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Centre County to Receive Nearly $1.8 Million Dollars in Transportation Grants

by on November 10, 2014 4:28 PM

Centre County will receive nearly $1.8 million dollars in federal funding to improve alternative modes of transportation and increase safety for bicyclist and pedestrians. 

The State College borough will receive $5,300 to install bicycle repair stations along heavily trafficked paths, according to a news release from the Pennsylvania Department of Transportation.

Ferguson Township will receive $777,753 for construction of a new sidewalk along West College Avenue, while College Township will receive $946,880 to connect two of its most popular bike paths. Even the Centre Area Transportation Authority is getting in on the action, with $50,000 to install lighting at some of its heavily-used bus stops in Ferguson Township.

“The township was very fortunate to get this grant,” says Ferguson Township Public Works Director David Modricker. 

He says the construction of a new sidewalk will increased pedestrian safety along a section of West College Avenue where very few pedestrian amenities currently exist. The sidewalk will start at the edge of the borough – where College Avenue becomes a two-way street – and will run to Corl Street, where it will connect with an existing network of sidewalks.

He expects the design work and preliminary engineering to run through 2015, with construction wrapping up in late 2016. 

Modricker describes this a “seed project” that will lead to further improvements along that stretch of College Avenue. The PennDOT grant will fund the construction of the sidewalk, while future projects will look to install benches, trees and improved lighting.

“It was a pretty lengthy application process to get this grant, but we were also lucky enough to get another grant for $100,000 for the same project from the Department of Conservation of Natural Resources,” College Township Engineer Kent Baker says.

College Township applied for its grant money last spring, seeking to connect the bike paths that run along Orchard and Puddintown Road. Without this extension, bicyclists have to cross the busy intersection of the two roads and navigate several blind turns. By connecting the two paths, Baker says the project will improve safety for both motorists and bicyclists.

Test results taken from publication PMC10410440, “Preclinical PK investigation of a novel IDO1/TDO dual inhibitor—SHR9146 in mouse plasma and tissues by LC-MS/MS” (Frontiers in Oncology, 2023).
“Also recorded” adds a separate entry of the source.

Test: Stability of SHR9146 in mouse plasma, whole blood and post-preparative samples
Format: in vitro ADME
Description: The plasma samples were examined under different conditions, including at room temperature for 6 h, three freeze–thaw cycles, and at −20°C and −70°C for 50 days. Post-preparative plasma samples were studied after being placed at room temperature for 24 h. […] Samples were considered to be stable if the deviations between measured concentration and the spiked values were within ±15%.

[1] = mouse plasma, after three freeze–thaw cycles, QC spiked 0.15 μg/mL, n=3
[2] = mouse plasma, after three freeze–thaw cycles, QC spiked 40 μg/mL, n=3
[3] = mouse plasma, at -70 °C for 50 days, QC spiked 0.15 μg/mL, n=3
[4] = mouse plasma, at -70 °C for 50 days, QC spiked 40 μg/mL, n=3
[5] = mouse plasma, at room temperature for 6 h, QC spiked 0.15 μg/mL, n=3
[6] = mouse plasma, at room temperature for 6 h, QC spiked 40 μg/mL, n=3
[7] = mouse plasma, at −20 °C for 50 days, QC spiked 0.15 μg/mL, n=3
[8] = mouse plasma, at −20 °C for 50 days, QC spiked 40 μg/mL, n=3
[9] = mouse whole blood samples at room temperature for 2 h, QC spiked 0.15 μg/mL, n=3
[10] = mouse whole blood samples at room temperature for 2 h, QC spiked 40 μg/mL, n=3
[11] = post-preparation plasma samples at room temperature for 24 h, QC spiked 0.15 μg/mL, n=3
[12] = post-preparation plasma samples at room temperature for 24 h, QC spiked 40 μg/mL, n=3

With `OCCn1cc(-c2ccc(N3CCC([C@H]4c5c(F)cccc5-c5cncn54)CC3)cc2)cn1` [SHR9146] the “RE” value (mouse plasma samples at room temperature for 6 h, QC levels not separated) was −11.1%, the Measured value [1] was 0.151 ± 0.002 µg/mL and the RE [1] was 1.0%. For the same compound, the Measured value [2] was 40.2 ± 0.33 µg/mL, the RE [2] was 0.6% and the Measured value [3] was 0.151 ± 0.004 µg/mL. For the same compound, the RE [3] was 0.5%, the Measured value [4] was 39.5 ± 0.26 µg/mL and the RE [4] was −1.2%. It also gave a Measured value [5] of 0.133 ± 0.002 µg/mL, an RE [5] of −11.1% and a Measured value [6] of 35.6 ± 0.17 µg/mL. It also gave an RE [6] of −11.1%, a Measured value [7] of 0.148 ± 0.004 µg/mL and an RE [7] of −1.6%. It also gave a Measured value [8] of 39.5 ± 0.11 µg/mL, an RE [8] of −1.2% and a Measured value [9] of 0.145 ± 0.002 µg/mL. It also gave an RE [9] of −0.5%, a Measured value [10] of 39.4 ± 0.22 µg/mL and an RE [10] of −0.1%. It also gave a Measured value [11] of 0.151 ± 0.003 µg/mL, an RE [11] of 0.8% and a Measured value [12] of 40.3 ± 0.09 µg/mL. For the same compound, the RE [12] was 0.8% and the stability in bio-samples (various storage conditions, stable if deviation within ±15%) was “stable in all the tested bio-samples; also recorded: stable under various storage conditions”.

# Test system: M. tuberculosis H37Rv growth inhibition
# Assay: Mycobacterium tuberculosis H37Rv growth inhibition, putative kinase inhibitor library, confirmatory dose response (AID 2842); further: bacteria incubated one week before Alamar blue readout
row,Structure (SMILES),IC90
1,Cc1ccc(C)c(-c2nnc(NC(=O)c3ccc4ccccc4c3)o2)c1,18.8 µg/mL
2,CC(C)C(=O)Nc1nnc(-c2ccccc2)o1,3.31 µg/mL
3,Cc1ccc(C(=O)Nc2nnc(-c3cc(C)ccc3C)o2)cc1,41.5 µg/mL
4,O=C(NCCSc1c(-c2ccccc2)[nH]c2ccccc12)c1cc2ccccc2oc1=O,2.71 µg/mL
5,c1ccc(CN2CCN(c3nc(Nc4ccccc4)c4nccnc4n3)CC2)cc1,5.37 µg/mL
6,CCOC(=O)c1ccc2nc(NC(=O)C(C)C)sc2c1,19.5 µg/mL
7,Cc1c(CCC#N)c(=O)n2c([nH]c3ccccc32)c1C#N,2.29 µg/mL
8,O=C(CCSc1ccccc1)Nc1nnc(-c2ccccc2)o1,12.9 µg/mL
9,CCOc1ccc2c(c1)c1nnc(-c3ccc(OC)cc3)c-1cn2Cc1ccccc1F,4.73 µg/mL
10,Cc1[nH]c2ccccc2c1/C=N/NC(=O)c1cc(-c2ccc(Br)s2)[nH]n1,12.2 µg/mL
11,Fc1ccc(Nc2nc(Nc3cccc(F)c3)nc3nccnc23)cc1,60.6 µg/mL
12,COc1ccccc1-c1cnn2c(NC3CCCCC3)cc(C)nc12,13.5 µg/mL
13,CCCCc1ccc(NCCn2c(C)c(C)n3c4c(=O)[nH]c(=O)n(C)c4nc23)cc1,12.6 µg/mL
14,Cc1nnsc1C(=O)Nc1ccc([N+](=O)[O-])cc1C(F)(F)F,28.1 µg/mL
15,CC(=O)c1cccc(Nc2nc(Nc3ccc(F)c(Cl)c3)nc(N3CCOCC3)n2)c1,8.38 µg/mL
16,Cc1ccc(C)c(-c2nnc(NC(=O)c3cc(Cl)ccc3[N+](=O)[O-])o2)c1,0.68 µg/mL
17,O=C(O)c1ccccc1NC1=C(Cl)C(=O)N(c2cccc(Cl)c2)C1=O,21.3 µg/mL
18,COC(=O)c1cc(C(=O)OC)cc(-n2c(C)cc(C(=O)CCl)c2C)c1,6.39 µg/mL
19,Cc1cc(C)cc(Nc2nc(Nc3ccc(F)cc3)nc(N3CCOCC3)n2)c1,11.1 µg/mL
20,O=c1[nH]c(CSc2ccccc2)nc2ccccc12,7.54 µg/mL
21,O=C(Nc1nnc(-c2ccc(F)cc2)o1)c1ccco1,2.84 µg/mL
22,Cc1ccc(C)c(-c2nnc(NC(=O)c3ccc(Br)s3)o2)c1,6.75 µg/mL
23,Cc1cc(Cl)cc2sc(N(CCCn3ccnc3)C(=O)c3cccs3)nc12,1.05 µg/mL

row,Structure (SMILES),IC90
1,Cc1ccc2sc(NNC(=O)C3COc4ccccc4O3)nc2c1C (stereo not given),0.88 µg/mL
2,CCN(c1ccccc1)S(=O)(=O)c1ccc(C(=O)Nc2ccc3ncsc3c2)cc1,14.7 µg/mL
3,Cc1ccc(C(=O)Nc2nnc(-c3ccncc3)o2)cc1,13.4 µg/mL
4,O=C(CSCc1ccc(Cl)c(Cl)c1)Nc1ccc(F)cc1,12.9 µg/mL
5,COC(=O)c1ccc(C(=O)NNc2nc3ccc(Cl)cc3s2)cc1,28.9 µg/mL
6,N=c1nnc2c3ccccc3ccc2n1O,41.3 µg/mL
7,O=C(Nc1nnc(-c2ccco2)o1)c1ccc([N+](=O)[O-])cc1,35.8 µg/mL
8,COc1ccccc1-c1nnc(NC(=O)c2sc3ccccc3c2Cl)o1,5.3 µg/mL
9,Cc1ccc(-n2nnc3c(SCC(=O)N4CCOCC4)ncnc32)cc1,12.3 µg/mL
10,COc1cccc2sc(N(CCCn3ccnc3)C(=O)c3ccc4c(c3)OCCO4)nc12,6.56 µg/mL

“This project has been talked about in one form or another for over a dozen years,” Baker says. “This is also going to assist with some existing storm water drainage problems by redirecting water into a detention facility before it’s released into Millbrook Marsh.”

Baker says the project will go out to bid by 2016, with construction finishing up by early 2017.

Jacqueline Sheader, public relations manager with CATA, says the area of Ferguson Township near North Atherton Street has “completely changed” since it first installed its bus stops along Aaron Drive and Martin Street.

“Back when that area first started developing there weren’t nearly as much student housing and residential space as there is now,” Sheader says. “Because of how much our community has grown, it’s important for us to increase the lighting at those stops.”

She says this will include 14 total stops, including several at apartment complexes CATA has partnered with. This will increase safety for riders and hopefully encourage more people to take advantage of the services CATA offers.

Sheader says the project has a total cost of $75,000 with $25,000 coming from local funds to augment PennDOT’s grant.

Representatives from the State College borough could not be reached for comment.

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Michael Martin Garrett is a reporter and editor for StateCollege.com who covers local government, the courts, the arts and writes the Keeping the Faith column. He's a Penn State alumnus, a published poet and the bassist in a local indie rock band.
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